For the Rotary International community service group, 2011 starts with Rotary Awareness Month, an annual global exercise to boost knowledge of its many activities both inside and outside the organisation.
Awareness, say Rotary executives, forms an important part of the organisation’s work, as district and local leaders remind everyone of broad international goals for the year: polio eradication; the Future Vision Plan; Every Rotarian, Every Year; and the Permanent Fund.
Rotary began as an idea in 1900 on the North Side of Chicago when newly minted lawyer Paul Harris met attorney Bob Frank for dinner. The two walked the community streets, stopping at shops, greeting local figures, businessmen and leaders along the way.
Harris, impressed by Frank’s extended friendships, wondered if a way might be found to channel and expand this good will… Rotary was born in that moment and Harris founded the Rotary Club of Chicago, the first Rotary, on 23 February 1905.
Rotary today boasts more than 33,000 clubs in over 200 countries and a combined membership of 1.2 million. Its charitable arm, The Rotary Foundation, annually distributes more than $180 million to fund a variety of educational programmes and humanitarian projects throughout the world.
The first Rotary Club in the Cayman Islands was Rotary Grand Cayman, which was chartered in November 1965. Since then, Rotary has expanded to include Rotary Club of Cayman Brac, Rotary Club of Grand Cayman Central – known simply as “Rotary Central” – and Rotary Sunrise.
Rotary Central received its charter in 1986 and has recently announced the launch of two new University College of the Cayman Islands scholarships focused on vocational service named in honour of two of the club’s founding members.
The new awards, said Mr. Wil Pineau, president of Rotary Central, have been named after two Rotary Central Charter Members and past presidents – Al Thompson Jr. and Dave Phipps – both of whom remain active club members. Starting dates for the programmes have not been set, but talks are ongoing between Rotary and UCCI on the timing and extent of the programmes.
Other traditional Rotary scholarships remain available through the club, including at UCCI one in memory of founding member and past president John Furze and 10 to be awarded at the annual Science Fair on 2 April at the ARC in Camana Bay.
“We invite all public and private high-school students to submit their projects. There are at least 10 winners in different categories, so this provides scholarships for future education, either local or overseas, depending on their choice,” Mr. Pineau said.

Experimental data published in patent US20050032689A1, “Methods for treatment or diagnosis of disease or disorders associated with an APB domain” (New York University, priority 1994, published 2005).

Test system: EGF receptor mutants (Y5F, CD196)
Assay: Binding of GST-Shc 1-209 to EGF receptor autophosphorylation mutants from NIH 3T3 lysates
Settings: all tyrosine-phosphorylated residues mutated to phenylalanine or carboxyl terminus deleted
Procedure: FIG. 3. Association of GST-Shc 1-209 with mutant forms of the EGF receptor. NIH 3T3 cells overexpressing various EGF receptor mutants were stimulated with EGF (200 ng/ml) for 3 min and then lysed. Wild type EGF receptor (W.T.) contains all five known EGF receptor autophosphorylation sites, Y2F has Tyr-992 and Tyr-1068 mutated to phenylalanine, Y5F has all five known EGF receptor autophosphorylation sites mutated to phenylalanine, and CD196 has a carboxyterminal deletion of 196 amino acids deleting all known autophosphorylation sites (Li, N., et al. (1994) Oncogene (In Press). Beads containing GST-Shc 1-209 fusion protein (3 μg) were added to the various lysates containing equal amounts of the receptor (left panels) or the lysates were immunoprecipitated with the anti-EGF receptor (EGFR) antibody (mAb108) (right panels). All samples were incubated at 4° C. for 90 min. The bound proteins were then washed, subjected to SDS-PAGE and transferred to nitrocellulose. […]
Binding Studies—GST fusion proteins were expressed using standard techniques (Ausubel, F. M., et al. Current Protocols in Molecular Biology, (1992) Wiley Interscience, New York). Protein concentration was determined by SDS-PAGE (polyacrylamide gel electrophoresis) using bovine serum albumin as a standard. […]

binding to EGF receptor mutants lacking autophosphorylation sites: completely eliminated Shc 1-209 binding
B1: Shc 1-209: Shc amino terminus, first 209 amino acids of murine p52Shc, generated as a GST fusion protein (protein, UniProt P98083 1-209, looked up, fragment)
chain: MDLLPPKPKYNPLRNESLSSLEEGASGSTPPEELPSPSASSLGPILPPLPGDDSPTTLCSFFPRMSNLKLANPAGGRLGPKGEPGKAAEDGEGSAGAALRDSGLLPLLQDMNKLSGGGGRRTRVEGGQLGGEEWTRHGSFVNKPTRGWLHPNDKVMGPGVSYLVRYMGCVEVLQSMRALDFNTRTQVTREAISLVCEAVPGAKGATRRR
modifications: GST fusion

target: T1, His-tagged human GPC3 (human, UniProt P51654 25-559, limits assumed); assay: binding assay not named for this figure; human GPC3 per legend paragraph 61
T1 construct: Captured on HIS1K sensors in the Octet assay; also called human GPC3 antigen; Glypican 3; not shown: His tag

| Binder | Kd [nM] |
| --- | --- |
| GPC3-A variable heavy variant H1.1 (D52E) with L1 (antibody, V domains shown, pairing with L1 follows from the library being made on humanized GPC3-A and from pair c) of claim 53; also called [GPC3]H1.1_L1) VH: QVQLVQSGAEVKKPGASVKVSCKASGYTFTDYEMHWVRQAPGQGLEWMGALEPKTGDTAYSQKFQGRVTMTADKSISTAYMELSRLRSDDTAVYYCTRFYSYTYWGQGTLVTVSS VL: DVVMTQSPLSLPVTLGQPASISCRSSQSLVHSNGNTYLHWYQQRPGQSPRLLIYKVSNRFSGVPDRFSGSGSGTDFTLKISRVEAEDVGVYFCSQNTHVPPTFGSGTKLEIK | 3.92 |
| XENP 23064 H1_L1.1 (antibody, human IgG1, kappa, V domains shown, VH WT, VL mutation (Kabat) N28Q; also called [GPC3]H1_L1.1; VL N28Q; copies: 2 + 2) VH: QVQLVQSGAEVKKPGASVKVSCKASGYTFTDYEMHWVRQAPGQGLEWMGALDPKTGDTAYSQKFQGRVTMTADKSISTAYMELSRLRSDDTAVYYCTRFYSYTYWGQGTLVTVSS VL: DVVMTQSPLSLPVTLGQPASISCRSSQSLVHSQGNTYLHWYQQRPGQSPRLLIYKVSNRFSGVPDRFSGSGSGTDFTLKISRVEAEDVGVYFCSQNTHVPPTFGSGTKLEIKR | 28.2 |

Best known as the chief executive officer of the Chamber of Commerce, Mr. Pineau was elected last year to head Rotary Central. He is ably served by Vice President Ravi Kapoor; Immediate Past President Paul Byles; Secretary Margaret Rattray, Treasurer PP Richard Lewis and Directors Naude Dreyer, Susie Bodden, Larry Tibbetts, Todd Davey, Greg Vasic and Graham Wood. On 1 July, Mr. Pineau will be succeeded by President-Elect Fiona Moseley.
The Science Fair is only a small part of a full roster of Rotary Central’s 2011 plans, Mr. Pineau said, which include the installation of five new bus shelters to add to the more than 40 existing shelters, which not only protect travellers from the wind and weather, but serve as an important fund-raising vehicle for Rotary Central.
Efforts continue through associated youth organisations such at Rotaract, EarlyAct and InterAct to expand Rotary membership and ideals.
“Our club has a long association with Cayman youth, establishing the Junior Achievement programme in the early 1990s,” Mr. Pineau said, “in which members learn life skills, business ethics, how to create a company and operate their own business; all the different elements that are necessary for success.” This year, the club organised a special event to bring together past participants of the JA programme with the aim of developing an alumni association that will continue to support the initiative for many years to come.
This year, and for the first time since the 1920s, Rotary International has added the New Generations Service, a new area of club activity – joining Club Service, Vocational Service and Community Service – the three philosophical cornerstones of Rotary, and the foundation on which club activity is based.
New Generations Service will recognise the positive influence of youth and young adults, offering leadership-development activities, service projects and exchange programs, something that fits in well with the existing youth focus already practised by Rotary Central.
For the first time, the club will exhibit at the Chamber of Commerce’s Careers, Education, Training and Jobs Expo at the Family Life Centre on 4 February and will showcases its many youth programmes and initiatives to high school students and the community.